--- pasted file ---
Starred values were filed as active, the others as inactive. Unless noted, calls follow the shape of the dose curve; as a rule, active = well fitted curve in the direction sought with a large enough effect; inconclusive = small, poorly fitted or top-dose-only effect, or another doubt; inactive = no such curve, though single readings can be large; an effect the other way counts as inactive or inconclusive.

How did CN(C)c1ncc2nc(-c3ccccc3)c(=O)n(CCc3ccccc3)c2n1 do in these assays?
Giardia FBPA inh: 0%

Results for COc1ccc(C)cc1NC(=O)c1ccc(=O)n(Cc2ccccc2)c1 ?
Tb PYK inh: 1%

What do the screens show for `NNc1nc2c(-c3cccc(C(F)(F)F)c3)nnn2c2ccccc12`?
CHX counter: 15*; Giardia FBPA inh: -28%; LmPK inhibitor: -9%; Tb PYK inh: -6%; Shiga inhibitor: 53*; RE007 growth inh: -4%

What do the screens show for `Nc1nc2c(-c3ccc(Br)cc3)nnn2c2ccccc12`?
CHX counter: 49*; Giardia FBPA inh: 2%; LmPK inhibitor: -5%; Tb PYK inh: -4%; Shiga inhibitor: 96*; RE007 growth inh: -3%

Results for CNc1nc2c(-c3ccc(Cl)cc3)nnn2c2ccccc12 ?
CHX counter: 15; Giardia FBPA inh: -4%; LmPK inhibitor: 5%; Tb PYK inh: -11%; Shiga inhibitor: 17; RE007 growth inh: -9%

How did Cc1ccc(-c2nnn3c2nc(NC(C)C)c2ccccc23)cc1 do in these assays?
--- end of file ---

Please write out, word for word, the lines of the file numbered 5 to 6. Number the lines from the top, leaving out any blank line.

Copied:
Tb PYK inh: 1%

What do the screens show for `NNc1nc2c(-c3cccc(C(F)(F)F)c3)nnn2c2ccccc12`?